No parent likes to see their child in pain, especially when it’s chronic or extreme. When your teenager is complaining of pain in one or both of their heels, you may be unsure about whether or not the issue if something that can be treated through home care, or if the heel pain is a sign of something more serious and should be checked out by a podiatrist. In this article, we’ll go through some of the reasons why your teenager might be experiencing heel pain and what can be done about it.
Believe it or not, heel pain in teenagers actually occurs quite frequently (especially if your child is an athlete) and is typically nothing to worry about. The culprit for this pain is a condition called Severs Disease and occurs during or after a growth spurt due to the heel bone grows faster than the ligaments, muscles, and tendons in the feet and legs. Severs Disease virtually always goes away on its own and is treated best by rest, ice packs, NSAIDs, and stretching.
Heel pain can be caused by a number of different reasons other than growing pains, ranging from benign to severe. If your child has spent more time being active recently, then the achiness is most likely from over-exertion and can be cured with simple rest. Also, make sure that they are wearing the correct size and type of shoe. Soreness from being active and pain from wearing improper footwear are the two most common reasons for pain in the heels and can be resolved quickly with proper treatment.
Sustaining a bruise from stepping too hard on an object, while nothing to worry about, can make walking on the heel uncomfortable. Encourage your child to keep off of their feet for a while so as not to further injure their heel. Taking over-the-counter pain relievers always helps, as does a warm, Epsom salt soak.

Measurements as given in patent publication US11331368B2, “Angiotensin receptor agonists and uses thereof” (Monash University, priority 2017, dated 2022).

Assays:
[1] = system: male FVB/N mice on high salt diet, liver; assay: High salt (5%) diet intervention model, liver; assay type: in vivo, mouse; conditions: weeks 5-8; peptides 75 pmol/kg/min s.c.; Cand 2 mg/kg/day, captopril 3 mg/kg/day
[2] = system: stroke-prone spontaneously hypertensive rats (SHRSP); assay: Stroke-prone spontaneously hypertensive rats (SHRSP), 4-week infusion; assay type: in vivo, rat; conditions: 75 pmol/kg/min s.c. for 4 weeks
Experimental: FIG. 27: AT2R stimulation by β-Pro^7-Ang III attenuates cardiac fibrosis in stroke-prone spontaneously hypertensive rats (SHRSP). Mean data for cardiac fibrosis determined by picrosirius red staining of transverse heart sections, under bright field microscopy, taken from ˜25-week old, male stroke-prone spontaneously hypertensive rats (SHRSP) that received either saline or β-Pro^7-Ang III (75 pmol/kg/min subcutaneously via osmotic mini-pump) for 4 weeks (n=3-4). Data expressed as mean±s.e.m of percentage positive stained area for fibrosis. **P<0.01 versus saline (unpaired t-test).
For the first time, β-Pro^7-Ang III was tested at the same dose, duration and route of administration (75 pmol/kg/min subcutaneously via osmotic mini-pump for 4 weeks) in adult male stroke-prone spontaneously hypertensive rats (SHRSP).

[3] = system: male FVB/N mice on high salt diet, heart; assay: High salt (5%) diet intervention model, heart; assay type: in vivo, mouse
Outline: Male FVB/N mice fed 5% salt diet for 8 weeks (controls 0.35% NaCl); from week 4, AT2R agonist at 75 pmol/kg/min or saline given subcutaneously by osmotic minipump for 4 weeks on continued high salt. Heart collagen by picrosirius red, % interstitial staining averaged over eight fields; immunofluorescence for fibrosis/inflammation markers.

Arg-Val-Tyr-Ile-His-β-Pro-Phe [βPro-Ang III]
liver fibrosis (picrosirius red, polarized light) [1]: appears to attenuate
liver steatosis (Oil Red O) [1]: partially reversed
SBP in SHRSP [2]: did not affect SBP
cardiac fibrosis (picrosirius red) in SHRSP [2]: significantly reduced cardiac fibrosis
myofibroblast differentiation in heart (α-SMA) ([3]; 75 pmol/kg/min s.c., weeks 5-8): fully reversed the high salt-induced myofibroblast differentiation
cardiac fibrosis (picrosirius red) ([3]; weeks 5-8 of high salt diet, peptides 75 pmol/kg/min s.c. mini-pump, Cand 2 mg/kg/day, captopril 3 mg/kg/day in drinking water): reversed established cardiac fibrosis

However, if the heel is swollen and your child experiences excruciating pain and is unable to put weight on it, they might have suffered a fracture. Heel fractures are serious injuries and should be treated by a medical professional immediately. Fractures can be caused by a bad fall or other major trauma, like a car crash, and may require surgery in the extreme.
Usually, the doctor will apply a cast to your child’s injured foot for six to eight weeks to allow the fracture to heel properly, during which they will need crutches. Depending on the severity of the fracture, your child may also require physical therapy sessions.
It’s nerve-wracking as a parent to see your child in any kind of pain, mild or severe. When the pain is something ambiguous like heel pain, where the cause can be anything, you may feel at a loss of what to do. Hopefully, this article helped in knowing what actions to take or not take when your child is hurting. Rest is usually the best option, but always consult a doctor if you feel there might be an underlying cause to your teenager’s pain